Condo collapse: City-hired engineer says he was denied access to collapse site to test materials
“What I would like to have access to first is the slab of the basement of the building, to go there to do the exploratory tests of the soil, the electrical foundations and all that to understand,” he added. .
The methodical excavation of the Champlain South Towers entered its fourth week, after the building collapsed in the wee hours of the morning on June 24. Teams recovered 97 bodies from the rubble and identified 94 victims on Friday.
Miami-Dade County Mayor Daniella Levine Cava said in a previous statement, “We have a large team of engineers and other forensic experts from NIST and other federal agencies on site to perform extensive testing, measurements, photographs and 3D images, as well as the collection and marking of evidence, to collect as much data as possible to support the full investigation. “
“We don’t know if this is a problem on the ground or not. We have to do this testing and this evaluation in order to be able to understand that,” he said.
Kilsheimer said he had not yet been able to determine the cause of the collapse. While he was able to rule out some causes, he still found around 20 to 30 possible triggers.
“We do all the computer modeling and engineering of the original drawings to make sure that we believe the original designs were correct based on the code requirements at the time,” he explained.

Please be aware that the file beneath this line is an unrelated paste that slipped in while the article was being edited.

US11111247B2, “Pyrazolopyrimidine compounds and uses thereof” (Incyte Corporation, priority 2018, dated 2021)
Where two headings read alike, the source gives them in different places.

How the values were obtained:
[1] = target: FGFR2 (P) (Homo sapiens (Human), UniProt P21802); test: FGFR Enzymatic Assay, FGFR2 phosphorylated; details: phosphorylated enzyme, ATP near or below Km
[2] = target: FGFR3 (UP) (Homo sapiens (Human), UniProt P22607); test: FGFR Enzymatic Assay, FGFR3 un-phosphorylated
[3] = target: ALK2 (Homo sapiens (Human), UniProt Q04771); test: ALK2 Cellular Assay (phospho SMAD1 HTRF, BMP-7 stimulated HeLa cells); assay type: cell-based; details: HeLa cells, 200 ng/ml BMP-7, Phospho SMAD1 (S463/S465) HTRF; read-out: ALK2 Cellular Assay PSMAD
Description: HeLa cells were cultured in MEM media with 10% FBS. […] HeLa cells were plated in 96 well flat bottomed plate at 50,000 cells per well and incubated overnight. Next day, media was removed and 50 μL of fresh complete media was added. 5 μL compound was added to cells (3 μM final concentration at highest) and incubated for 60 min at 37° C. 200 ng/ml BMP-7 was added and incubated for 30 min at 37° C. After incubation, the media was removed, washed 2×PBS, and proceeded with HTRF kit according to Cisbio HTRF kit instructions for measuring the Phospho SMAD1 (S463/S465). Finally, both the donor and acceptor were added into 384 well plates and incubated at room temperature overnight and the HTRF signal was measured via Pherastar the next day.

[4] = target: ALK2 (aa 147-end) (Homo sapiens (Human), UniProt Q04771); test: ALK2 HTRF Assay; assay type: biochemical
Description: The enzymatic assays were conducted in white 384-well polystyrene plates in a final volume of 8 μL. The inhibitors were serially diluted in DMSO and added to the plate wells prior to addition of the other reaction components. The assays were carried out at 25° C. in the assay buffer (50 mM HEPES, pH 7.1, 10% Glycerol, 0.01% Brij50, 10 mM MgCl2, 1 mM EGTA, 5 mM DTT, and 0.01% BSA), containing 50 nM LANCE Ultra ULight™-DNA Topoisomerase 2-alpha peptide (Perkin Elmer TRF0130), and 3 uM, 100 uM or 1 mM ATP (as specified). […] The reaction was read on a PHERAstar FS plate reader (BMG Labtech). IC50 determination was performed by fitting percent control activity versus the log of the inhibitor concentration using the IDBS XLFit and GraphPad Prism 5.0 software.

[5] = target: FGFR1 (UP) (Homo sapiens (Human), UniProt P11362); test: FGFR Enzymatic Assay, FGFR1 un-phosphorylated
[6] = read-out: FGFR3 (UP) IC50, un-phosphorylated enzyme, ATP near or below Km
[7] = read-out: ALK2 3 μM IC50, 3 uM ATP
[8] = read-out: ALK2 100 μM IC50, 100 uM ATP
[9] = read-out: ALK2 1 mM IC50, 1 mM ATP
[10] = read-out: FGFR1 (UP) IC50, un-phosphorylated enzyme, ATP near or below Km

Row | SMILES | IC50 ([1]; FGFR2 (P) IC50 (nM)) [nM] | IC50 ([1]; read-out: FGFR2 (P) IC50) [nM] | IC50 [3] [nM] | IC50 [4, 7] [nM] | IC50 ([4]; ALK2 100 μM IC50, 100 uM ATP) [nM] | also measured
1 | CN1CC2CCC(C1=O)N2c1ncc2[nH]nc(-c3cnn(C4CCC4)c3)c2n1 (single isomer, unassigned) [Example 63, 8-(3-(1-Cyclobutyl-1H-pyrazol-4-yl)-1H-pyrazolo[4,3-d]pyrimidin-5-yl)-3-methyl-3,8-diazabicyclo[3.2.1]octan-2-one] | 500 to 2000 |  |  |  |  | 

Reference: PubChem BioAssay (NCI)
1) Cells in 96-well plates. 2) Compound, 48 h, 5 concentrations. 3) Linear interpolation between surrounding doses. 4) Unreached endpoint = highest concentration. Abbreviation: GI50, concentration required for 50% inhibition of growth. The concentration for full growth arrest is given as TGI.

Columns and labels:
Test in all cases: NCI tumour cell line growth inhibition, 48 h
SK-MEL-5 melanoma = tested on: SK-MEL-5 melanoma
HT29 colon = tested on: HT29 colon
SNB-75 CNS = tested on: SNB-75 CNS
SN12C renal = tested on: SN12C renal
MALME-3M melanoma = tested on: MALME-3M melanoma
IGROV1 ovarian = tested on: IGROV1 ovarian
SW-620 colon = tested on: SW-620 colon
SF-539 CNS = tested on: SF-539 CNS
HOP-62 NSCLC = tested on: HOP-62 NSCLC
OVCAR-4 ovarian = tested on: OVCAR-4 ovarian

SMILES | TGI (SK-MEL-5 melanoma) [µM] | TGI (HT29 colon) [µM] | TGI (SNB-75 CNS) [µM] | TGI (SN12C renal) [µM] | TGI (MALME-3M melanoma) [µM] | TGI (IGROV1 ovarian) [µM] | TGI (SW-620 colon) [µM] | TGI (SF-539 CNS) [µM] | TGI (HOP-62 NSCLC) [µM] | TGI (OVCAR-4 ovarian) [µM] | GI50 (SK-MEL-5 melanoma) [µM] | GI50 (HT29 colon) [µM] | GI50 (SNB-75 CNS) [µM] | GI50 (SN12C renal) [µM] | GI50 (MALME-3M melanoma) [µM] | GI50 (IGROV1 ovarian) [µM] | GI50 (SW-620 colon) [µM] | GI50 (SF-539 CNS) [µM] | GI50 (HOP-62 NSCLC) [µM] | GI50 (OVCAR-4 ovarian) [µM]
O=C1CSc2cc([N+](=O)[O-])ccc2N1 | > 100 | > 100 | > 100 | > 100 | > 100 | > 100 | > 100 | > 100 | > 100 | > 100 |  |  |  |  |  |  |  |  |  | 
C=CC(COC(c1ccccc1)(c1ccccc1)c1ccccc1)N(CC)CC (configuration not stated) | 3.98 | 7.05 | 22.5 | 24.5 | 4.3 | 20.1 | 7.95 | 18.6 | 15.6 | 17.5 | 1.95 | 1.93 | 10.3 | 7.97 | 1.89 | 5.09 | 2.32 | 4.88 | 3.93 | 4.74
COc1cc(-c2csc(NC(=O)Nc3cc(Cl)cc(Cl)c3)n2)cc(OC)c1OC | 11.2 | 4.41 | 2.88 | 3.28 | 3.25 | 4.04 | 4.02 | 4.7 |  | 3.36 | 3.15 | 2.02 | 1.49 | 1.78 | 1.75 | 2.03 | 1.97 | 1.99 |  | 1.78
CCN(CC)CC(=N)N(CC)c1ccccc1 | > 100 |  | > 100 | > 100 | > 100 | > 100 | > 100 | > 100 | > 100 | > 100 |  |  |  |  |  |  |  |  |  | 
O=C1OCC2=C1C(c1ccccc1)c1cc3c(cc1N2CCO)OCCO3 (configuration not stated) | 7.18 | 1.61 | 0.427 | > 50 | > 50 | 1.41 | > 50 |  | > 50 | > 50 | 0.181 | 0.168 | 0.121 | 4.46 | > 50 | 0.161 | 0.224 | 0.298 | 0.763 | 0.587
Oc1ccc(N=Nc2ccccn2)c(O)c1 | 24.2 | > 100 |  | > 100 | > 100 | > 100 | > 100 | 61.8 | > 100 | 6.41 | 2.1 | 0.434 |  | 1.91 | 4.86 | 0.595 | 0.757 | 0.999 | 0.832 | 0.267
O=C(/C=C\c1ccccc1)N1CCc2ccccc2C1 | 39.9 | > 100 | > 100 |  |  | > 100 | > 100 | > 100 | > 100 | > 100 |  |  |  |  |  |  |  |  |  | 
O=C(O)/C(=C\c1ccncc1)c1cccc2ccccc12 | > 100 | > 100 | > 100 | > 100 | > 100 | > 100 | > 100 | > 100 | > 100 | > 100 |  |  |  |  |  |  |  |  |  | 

“What we cannot do now is examine the materials used in the building to see if it meets the requirements of the drawings.”
“We’re almost there”: research efforts continue
Even though more than 22 million pounds of concrete and debris have been removed from the site, according to Miami-Dade County, crews continue to sift through the remaining piles of rubble.
But already intense work keeps getting more complicated.
“At this point in the recovery process, it has become increasingly difficult to identify the victims, and we rely heavily on the work of the medical examiner’s office and the scientific and technical process of identifying the human remains,” a Miami-Dade County press release. mentionned. “This job gets more difficult over time, even though our teams are working as hard and as fast as possible.”
The county added that it would only report the number of victims who have been identified, “out of respect for the families still waiting and to ensure that we report the most accurate numbers possible.”
The teams are almost at the bottom of the collapse site, Miami-Dade Police spokesman Alvaro Zabaleta told CNN.
“Does that mean we’re almost done with the search? No. Until we clear the entire site and find more human remains, we won’t be done.”
“We’re almost there,” Zabaleta added.
And while the relocation of what was once the home of dozens of families is nearing completion, the pain within the community is going nowhere.
Flowers, letters and photos are always added to the Hope Wall, a memorial to those who were inside on the doors of the building’s tennis court.
CNN’s Tina Burnside, Rebekah Riess, Julia Griggs, Madeline Holcombe and Rosa Flores contributed to this report.